Throughout most of the second half, the San Francisco Giants have been cursed by black magic rather than blessed by the strange magic that led them to World Series titles in 2010, 2012 and 2014.

But if Saturday is any indication, they may finally have a handle on that strange magic once again.

Once the St. Louis Cardinals dispatched the Pittsburgh Pirates earlier Saturday afternoon, the Giants knew they needed a win over the Los Angeles Dodgers to keep their one-game lead for the National League‘s second wild card spot. With Clayton Kershaw opposing Ty Blach in just the second start of his major league career, the odds scoffed and said, “Yeah, right.”

Cue the Giants coasting to a relatively easy 3-0 victory, much to the delight of the 40,000 or so fans packed into AT&T Park.

The Giants didn’t put a hurting on Kershaw. Angel Pagan sure did when he opened the scoring by taking the three-time Cy Young winner over the wall in left in the fifth inning. But that was one of only two earned runs the Giants netted off Kershaw in his seven innings. 

The other came in the seventh when Pagan scored from first base after Justin Turner picked up an infield dribbler by Brandon Crawford and chucked it up the right field line. Crawford landed on third base as a result of that and came home on a sacrifice fly by the newly acquired Gordon Beckham.

If this sequence sounds oddly familiar, that’s because it’s a sequence that’s just so very Giants.

Whether it’s Hunter Pence hitting a bases-clearing double on a broken bat or having a sacrifice bunt turned into a walk-off, weird runs just seem to happen for the Giants whenever the pressure is at its highest. Some of that is them being really good at putting the ball in play, thereby frequently finding themselves in spots where anything can happen. Otherwise, it’s just…well, strange magic.

Whatever the case, another staple of the Giants’ even-year runs is them getting unlikely boosts from unheralded young players. Blach became the latest to abide by that tradition on Saturday.

Although Kershaw didn’t pitch poorly in Saturday’s contest, there’s no denying he got out-pitched by the Giants’ rookie left-hander. Blach logged eight shutout innings, allowing only three hits and a walk with six strikeouts.

“We just couldn’t figure him out,” Dodgers manager Dave Roberts said afterward, via’s Ken Gurnick and Chris Haft.

No kidding. Blach gave the Dodgers pitches to hit, throwing first-pitch strikes to 20 of 27 batters and, as Brooks Baseball shows, rarely going outside the strike zone in general in throwing 67 of his 99 pitches for strikes. But he was deceptive from start to finish, working all sides of the zone with his four-seamer and sinker and getting hitters off-balance with his changeup and slider.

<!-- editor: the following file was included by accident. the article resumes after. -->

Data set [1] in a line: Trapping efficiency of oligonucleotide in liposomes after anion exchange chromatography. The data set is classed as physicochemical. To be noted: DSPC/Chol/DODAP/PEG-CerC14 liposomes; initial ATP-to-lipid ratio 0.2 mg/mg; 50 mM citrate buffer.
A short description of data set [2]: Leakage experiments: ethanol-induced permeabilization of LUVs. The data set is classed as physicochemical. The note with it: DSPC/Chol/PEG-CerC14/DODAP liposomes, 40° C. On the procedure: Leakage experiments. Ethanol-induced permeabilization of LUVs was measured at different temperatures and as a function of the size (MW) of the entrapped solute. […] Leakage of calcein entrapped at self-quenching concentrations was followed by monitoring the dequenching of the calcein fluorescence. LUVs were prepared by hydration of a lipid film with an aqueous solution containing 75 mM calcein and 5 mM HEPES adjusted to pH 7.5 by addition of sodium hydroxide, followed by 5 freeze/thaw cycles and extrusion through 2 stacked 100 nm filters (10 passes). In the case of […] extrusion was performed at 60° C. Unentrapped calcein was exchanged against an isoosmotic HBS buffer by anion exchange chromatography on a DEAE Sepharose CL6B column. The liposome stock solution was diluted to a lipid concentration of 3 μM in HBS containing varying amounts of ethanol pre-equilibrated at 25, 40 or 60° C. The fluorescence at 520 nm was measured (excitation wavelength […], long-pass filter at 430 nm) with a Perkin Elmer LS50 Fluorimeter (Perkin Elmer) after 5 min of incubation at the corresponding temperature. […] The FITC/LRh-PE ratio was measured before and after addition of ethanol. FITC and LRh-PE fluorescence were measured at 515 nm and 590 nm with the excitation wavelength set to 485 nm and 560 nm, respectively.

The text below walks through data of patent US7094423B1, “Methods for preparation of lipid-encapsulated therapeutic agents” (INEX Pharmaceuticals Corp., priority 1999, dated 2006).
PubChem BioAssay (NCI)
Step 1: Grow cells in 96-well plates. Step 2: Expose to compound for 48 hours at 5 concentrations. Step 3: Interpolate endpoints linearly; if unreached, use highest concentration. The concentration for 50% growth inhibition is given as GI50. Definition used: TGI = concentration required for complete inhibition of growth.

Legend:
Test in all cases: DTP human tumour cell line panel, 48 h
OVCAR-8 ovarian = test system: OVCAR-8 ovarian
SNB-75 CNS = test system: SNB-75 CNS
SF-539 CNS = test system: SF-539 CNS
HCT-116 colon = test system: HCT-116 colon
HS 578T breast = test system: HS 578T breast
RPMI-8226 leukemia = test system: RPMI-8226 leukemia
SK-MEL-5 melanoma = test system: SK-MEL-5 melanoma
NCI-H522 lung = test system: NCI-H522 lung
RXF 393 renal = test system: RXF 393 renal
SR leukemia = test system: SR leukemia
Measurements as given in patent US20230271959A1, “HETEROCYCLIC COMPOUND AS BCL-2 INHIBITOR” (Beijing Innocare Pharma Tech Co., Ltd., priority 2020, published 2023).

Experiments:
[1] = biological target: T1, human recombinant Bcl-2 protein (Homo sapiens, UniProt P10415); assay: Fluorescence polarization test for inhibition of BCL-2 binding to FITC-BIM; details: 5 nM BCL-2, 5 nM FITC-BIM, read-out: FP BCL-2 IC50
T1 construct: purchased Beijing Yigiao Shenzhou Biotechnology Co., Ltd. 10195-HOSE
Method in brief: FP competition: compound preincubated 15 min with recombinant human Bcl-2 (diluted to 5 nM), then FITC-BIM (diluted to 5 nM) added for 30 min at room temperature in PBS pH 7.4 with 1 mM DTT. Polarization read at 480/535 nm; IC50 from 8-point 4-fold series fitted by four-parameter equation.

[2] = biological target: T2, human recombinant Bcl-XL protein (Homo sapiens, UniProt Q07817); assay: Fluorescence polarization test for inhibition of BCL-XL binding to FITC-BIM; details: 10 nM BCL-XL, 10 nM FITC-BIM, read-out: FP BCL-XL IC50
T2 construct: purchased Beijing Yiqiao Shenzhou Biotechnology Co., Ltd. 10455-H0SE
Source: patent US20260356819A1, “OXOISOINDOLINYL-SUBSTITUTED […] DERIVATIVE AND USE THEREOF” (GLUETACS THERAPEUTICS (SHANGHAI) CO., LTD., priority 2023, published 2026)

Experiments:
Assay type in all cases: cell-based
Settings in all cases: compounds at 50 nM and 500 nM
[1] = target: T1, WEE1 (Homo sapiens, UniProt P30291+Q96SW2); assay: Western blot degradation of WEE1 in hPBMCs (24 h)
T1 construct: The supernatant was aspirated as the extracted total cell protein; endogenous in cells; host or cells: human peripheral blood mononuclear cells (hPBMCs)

Like Crawford, Joe Panik and Matt Duffy before him, Blach didn’t arrive in the San Francisco spotlight by way of the upper crust of Major League Baseball prospects. Baseball America had the 25-year-old Creighton alum ranked No. 20 in just the Giants’ system coming into the year, remarking that he “has a ceiling as a No. 5 starter, but he still has plenty to prove.”

But after struggling with a 4.46 ERA for Triple-A Sacramento last year, Blach found his groove with a 3.43 ERA for Sacramento this year. It could turn out to be just one great start in the long run, but right now his victorious duel against Kershaw looks more like an exclamation point on a breakthrough season.

“Getting to watch that was pretty incredible,” Giants ace Madison Bumgarner said, via Henry Schulman of the San Francisco Chronicle. “He was lights out the whole day going against one of the best pitchers in baseball. It was definitely something he will never forget.”

Meanwhile, the Giants are not yet out of the woods. Or into the woods, for that matter.

Saturday’s stunner did accomplish one thing: it ensured the Giants will play at least 163 games this season. They haven’t yet clinched a spot in the wild card play-in game on Wednesday at the New York Mets. But should they lose game No. 162 on Sunday while the Cardinals win, the Giants will get a shot at a play-in game for the play-in game on Monday.

A win on Sunday and a trip straight to New York, however, is certainly a possibility. The Giants have outscored the Dodgers 12-3 in the first two games of the series and will be going for the sweep with Matt Moore on the mound. He struck out 11 his last time out.

And in general, the bad times that have forced a 29-42 record on the Giants in the second half seem to be fading. They’ve won three in a row and four out of five. An offense that had been a ball and chain on one ankle and a bullpen that had been a ball and chain on the other ankle are shaping up. The Giants offense entered Saturday’s game with an .895 OPS in the last week. Their bullpen has a 2.65 ERA in that same span.

The Giants haven’t taken the easy road to the doorstep of the postseason, but they couldn’t have picked a better time to start looking more like their usual even-year selves. They’re in a position to get in, and we know what they can do once they get that far.


Stats courtesy of and FanGraphs unless otherwise noted/linked.

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